While comments like those from Garcia and Yee distort the science (for starters, humans are all the same species, while eucalyptus and lessingia are not), they highlight an important failure of the restoration movement. The story often told to describe the effects of non-native species is that of immigrants taking over. Newspaper headlines like “Nature’s Immigrants” and “Unwanted Visitors” help create the perception that the desire to keep out foreign plants and animals is rooted in bigotry. The terms we are using to describe species — alien, exotic, and native — are also used for people. Even “invaders,” a term growing in popularity, summons fears of barbarians at the gate. These phrases get tossed around because they make good copy and tap into a visceral tale already simmering under the surface of the U.S. political landscape. But that is the wrong story, and the price of continuing to tell it is the alienation of the very communities the environmental movement needs most.
The language of that story is a legacy from an earlier time. In the late 19th century, as the U.S. government was preparing to pass the Lacey Act — one of the first federal tools for controlling non-native species — it was also wrestling with questions of human immigration. Scientists looking at the question of non-native species made overt comparisons to people, titling articles “The European Starling as an American Citizen.” Cheering the arrival of the English sparrow, the poet William Cullen Bryant wrote, “A winged settler has taken his place / With Teutons and men of the Celtic race. / He has followed their path to our hemisphere — / The Old World Sparrow at last is here.”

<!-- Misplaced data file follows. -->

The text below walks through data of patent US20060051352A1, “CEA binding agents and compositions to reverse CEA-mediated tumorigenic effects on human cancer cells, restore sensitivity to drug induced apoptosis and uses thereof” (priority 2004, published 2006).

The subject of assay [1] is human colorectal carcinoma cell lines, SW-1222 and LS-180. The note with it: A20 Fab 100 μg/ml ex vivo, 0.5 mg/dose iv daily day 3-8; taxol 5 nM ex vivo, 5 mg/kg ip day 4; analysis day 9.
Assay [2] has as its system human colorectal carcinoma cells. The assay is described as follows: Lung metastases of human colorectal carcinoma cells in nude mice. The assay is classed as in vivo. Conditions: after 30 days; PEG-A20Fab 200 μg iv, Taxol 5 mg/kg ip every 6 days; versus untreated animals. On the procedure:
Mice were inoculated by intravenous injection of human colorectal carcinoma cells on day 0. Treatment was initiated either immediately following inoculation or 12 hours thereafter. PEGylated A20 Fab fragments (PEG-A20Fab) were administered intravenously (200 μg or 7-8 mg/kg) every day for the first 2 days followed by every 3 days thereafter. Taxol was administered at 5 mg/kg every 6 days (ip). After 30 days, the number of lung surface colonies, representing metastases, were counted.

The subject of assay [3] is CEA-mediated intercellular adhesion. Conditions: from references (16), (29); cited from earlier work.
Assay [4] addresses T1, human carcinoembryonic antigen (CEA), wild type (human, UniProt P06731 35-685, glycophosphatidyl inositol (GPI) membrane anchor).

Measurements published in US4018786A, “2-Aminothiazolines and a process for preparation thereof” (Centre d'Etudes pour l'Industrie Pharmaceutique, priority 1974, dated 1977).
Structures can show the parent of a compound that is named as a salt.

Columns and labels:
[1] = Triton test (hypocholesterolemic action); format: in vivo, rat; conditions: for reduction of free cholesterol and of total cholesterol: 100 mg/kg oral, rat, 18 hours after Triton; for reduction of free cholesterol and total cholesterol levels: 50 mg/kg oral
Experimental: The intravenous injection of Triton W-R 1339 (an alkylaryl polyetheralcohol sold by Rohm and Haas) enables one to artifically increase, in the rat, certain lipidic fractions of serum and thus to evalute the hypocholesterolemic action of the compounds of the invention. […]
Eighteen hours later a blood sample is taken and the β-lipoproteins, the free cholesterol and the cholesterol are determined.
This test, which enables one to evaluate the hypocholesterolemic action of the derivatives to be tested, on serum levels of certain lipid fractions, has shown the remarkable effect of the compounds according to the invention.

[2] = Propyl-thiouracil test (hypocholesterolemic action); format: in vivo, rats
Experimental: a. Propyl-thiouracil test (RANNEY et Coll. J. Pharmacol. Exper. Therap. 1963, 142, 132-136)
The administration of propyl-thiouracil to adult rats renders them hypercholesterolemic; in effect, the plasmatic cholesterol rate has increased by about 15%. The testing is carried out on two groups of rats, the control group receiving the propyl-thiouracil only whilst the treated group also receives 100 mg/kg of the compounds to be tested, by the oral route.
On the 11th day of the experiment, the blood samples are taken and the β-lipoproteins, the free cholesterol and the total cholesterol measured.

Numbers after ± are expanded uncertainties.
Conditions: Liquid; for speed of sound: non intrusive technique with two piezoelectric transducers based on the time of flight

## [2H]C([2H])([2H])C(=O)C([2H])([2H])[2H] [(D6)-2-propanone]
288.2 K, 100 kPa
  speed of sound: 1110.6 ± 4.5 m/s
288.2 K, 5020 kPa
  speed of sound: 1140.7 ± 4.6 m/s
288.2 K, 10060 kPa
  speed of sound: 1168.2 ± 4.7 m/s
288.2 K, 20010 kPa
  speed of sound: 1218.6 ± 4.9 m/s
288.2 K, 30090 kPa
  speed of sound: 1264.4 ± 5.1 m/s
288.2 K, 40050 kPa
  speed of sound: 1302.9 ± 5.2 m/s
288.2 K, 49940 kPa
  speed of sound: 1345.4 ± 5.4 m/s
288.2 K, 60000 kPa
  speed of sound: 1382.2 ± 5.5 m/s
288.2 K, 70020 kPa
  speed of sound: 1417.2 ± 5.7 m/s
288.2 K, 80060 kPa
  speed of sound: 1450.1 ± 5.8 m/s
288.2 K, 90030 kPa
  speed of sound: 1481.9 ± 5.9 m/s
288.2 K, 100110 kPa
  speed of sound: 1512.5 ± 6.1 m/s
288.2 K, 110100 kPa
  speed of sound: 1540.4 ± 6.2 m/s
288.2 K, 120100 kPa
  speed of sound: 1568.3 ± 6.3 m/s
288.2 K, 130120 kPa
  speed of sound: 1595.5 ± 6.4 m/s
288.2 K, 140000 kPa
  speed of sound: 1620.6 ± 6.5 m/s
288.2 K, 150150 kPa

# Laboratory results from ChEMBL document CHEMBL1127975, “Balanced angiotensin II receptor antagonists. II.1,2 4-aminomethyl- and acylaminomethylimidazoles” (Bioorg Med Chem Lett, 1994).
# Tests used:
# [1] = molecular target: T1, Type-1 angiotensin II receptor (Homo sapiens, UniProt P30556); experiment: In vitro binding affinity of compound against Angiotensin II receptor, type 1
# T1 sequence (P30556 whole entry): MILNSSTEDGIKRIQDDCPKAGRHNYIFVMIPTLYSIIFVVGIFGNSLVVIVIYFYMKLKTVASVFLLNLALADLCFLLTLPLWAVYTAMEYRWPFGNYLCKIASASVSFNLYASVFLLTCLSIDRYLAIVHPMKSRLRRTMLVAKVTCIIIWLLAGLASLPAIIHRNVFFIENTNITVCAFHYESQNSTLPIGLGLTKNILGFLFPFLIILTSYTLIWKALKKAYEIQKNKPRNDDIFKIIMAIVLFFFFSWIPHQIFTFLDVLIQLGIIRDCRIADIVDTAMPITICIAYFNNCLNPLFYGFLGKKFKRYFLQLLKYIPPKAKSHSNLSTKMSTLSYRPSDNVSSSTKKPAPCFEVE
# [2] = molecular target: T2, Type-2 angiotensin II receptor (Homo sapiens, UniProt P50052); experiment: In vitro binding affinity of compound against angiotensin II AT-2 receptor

Photo: National Park Service.
There is a better story we could — and should — be telling. The language of foreigners and invaders seems to fit right into an anti-immigrant message, but the fact is that preserving native species fundamentally promotes diversity. An individual garden might contain more species if it germinates seeds from every continent, but worldwide, diversity loses every time a plant like the San Francisco lessingia is neglected. Both cultural and biological diversity are affected, because native plants are tied to local communities that use them for food, medicine, or ceremony. It may take time to find the words to recast the exotic species debate — to tell a tale that reflects the values of the 21st century rather than the 19th — but it will be worth the effort.
Back in the Presidio, on the north side of the lagoon where the soil is compact and marked by raccoon tracks, volunteers pull plantain. Each plant has a center of red-tinted leaves surrounded by a star of seed heads that curve out and up, flattening the plants around it and leaving an impression like a shoe. Native Americans, with their own terms for exotics, called plantain “Englishman’s footprint.” It’s no mystery why. The plant seemed to spring up wherever Europeans stepped. For now, plantain tramples all over these banks. But one by one, they’re disappearing. And each one yanked creates room for seeds of a plant community unique to this place, one that says “San Francisco” like no other could.